Because you just can’t go to your nan’s house on a Sunday without having one of her famous roast dinners. Often rivalled but never beaten, a standard British nan piles endless chicken, multiple forms of potato and vegetables on a plate, despite telling her you’re not really that hungry. Suck it up, because you’ve got to finish it.
We’ve yet to travel anywhere outside of Britain that does a good old fashioned cup of tea – and rightly so. Brits see off an estimated 165 million cups of tea a day between them, so don’t make a rubbish one, or there will be consequences to pay.
Beans? For breakfast? You better believe it. It’s a British tradition to have the full works for breakfast; that’s egg, sausage, bacon, beans, tomatoes, mushrooms and toast. If you’re feeling extra hungry, black pudding will usually tip you over the edge.
Arguably Britain’s greatest trait: queuing. While American airports may send Brits crazy, back home we’ve got it down to a tee. Have you ever seen a single file queue in the pub? We have.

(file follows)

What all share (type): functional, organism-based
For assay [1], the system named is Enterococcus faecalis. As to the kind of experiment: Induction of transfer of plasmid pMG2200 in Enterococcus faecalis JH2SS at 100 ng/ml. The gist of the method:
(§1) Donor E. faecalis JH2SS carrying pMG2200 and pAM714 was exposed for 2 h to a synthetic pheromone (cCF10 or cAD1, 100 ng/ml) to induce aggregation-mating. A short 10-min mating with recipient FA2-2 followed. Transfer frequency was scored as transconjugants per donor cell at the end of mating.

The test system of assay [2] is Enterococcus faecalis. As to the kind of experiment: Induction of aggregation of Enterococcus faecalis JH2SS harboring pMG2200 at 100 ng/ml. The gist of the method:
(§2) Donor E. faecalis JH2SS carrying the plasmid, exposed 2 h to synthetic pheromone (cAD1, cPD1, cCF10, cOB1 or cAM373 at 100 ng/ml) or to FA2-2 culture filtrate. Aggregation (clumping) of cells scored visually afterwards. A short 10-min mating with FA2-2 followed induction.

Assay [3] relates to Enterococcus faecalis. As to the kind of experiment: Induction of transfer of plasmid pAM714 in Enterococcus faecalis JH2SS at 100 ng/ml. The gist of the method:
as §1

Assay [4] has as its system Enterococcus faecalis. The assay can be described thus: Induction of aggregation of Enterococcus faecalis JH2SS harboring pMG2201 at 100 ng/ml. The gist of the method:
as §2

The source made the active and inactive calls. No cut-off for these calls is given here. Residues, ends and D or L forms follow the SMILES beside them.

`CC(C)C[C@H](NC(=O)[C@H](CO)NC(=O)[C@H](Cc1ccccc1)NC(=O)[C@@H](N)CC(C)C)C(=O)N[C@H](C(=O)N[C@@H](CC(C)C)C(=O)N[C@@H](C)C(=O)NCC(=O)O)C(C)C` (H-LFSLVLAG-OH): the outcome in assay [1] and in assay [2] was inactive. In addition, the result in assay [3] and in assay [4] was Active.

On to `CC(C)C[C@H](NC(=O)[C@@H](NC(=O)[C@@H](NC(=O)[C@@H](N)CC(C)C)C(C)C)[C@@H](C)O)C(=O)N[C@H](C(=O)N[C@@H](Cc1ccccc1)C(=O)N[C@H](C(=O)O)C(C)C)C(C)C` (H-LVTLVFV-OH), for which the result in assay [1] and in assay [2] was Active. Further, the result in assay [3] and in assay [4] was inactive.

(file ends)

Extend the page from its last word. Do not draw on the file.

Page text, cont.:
British families are accustomed to watching the Queen’s Speech on Christmas Day, even if you don’t want to. Nan usually becomes queen of the house for the day and forces everyone to sit down at the same time.
It’s been known to become victim to the greeting card cycle over in Great Britain. You know the one, you receive something really nice for your birthday or out of the blue and you feel obliged to send a thank you card, only for them to send you a thank you card for the thank you card.
Now, we may be kings and queens of queuing but just because someone jumps the queue, it doesn’t necessarily mean we’ll say anything to them. It’s a well-known trait of Brits to simply throw an exaggerated tut or sigh in to the equation, showing your disapproval and fear of confrontation in equal measure.
Why does everyone think it’s a good idea to descend on IKEA on BANK HOLIDAY MONDAY?! Queuin’ hell.
From avoiding eye contact with work colleagues to rating cups of tea, Very British Problems have got British quirks, awkwardness and traditions down to a tee.
Quintessentially British, afternoon tea is the combination of tea, sandwiches, cakes and scones, often presented on a fancy tea stand. Afternoon tea at top hotels can cost a lot, so it’s often a tradition kept for special occasions.
He’s behind you! Us Brits love a good old fashioned pantomime in the festive period. From the likes of Aladdin to Snow White and the Seven Dwarves, kids just love getting involved.
Wimbledon just isn’t Wimbledon without a portion of strawberries and cream. A firm tennis staple, variations of the popular desert are snapped up by thousands every day.